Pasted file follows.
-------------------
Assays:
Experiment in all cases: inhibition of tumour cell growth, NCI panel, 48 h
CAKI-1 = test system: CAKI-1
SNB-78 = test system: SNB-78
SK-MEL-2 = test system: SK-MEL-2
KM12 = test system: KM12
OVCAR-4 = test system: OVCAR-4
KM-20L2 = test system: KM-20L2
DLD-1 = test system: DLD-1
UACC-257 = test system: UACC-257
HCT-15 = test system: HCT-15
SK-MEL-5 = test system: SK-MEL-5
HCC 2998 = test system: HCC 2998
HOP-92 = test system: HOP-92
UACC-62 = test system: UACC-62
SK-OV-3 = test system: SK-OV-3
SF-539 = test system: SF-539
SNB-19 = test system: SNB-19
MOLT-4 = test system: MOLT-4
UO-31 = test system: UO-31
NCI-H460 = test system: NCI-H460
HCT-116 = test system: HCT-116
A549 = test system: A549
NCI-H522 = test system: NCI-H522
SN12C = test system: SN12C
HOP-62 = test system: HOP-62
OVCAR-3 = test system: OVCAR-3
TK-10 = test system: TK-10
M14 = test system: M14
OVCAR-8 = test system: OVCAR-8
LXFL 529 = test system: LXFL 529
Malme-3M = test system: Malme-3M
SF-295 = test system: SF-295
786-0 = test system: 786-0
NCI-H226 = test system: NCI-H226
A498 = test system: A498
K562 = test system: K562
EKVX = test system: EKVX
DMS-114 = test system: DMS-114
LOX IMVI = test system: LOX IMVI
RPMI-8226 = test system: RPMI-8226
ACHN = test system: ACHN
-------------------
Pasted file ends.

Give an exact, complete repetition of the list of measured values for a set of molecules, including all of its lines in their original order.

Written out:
Assays:
Experiment in all cases: inhibition of tumour cell growth, NCI panel, 48 h
CAKI-1 = test system: CAKI-1
SNB-78 = test system: SNB-78
SK-MEL-2 = test system: SK-MEL-2
KM12 = test system: KM12
OVCAR-4 = test system: OVCAR-4
KM-20L2 = test system: KM-20L2
DLD-1 = test system: DLD-1
UACC-257 = test system: UACC-257
HCT-15 = test system: HCT-15
SK-MEL-5 = test system: SK-MEL-5
HCC 2998 = test system: HCC 2998
HOP-92 = test system: HOP-92
UACC-62 = test system: UACC-62
SK-OV-3 = test system: SK-OV-3
SF-539 = test system: SF-539
SNB-19 = test system: SNB-19
MOLT-4 = test system: MOLT-4
UO-31 = test system: UO-31
NCI-H460 = test system: NCI-H460
HCT-116 = test system: HCT-116
A549 = test system: A549
NCI-H522 = test system: NCI-H522
SN12C = test system: SN12C
HOP-62 = test system: HOP-62
OVCAR-3 = test system: OVCAR-3
TK-10 = test system: TK-10
M14 = test system: M14
OVCAR-8 = test system: OVCAR-8
LXFL 529 = test system: LXFL 529
Malme-3M = test system: Malme-3M
SF-295 = test system: SF-295
786-0 = test system: 786-0
NCI-H226 = test system: NCI-H226
A498 = test system: A498
K562 = test system: K562
EKVX = test system: EKVX
DMS-114 = test system: DMS-114
LOX IMVI = test system: LOX IMVI
RPMI-8226 = test system: RPMI-8226
ACHN = test system: ACHN